Jupiter and the recent Juno and earlier Voyager Missions
Jupiter is the largest planet in the solar system. One of its notable features is the Great Red Spot. Another is its four large moons and other smaller moons, almost as if it is its own solar system. Read more here from NASA about Jupiter and its four large moons, Io, Gannymead, Europa and Callisto, also known as the Galilean satellites.
Here is a picture, not to scale, of Jupiter and its four largest moons. Below it is a picture of the Great Red Spot using false colors. Both the Great Red Spot and the montage of Jupiter and its four largest moons were assembled from photographs taken by Voyager I in 1979, collected at NASA’s Photo Gallery.
NASA’s Juno mission began in August, 2011 and is scheduled to conclude in 2016. Juno’s mission is to learn more about the early history of our solar system.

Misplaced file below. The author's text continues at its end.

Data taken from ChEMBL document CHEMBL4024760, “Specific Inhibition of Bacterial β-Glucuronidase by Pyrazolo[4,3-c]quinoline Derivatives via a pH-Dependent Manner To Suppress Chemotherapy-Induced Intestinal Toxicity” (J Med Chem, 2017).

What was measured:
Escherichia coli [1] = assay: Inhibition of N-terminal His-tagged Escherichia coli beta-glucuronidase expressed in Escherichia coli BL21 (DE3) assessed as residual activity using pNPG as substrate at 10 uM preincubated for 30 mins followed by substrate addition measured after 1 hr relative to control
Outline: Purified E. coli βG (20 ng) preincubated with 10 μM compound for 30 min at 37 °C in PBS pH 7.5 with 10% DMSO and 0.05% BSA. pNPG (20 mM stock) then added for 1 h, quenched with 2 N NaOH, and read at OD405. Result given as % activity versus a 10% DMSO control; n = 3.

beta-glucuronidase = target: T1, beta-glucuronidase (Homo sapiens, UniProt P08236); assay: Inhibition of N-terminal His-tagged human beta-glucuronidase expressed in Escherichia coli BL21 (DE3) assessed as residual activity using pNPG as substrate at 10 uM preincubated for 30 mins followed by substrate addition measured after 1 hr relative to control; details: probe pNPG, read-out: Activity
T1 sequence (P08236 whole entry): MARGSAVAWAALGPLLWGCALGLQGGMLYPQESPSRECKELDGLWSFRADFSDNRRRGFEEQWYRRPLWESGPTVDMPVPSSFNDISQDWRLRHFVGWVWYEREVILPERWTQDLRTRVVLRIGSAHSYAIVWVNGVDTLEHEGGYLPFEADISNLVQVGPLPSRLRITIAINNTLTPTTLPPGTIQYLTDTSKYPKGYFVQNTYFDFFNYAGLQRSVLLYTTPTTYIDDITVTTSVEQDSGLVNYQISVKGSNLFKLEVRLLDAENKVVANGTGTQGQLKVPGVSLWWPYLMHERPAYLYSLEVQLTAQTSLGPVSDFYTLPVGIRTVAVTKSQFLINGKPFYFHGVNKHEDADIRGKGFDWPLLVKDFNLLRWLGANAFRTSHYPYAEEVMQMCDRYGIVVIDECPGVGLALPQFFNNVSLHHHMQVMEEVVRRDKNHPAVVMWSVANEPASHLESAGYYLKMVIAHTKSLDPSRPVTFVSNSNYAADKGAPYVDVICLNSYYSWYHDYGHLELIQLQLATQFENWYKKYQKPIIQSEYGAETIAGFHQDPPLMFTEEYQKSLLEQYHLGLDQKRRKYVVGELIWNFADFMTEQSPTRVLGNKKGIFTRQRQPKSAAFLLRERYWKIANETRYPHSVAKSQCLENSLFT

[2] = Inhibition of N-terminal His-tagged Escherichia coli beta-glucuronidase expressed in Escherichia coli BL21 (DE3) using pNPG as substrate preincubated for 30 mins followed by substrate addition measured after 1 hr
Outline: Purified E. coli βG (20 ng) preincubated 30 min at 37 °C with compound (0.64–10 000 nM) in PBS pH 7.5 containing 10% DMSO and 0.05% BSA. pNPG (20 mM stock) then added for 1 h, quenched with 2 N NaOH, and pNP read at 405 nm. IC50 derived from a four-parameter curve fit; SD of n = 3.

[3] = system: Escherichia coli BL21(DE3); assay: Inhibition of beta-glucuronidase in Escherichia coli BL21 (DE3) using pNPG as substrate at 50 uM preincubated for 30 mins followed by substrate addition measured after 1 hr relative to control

Venus is shrouded in clouds, but not the water-vapor clouds of the Earth. Venus has clouds that are made of sulfuric acid. These clouds permanently shroud Venus’ volcanic surface.
Here is an ultraviolet photograph of Venus taken in 1995 by the Hubble Space Telescope. Below it are five surface views of Venus taken during the Magellan mission (1989-1994). Both photos can be found at NASA’s Photo Gallery. For more information on the five globes, see the caption provided by NASA Photo Gallery.
When viewing Jupiter and Venus in the evening sky, Jupiter is the brightest of the two – a magnificent duo! See 3/9/12 post for the Solar System Scope and information on how to use it to find Jupiter, Venus and the nearby Constellation Orion in your night sky.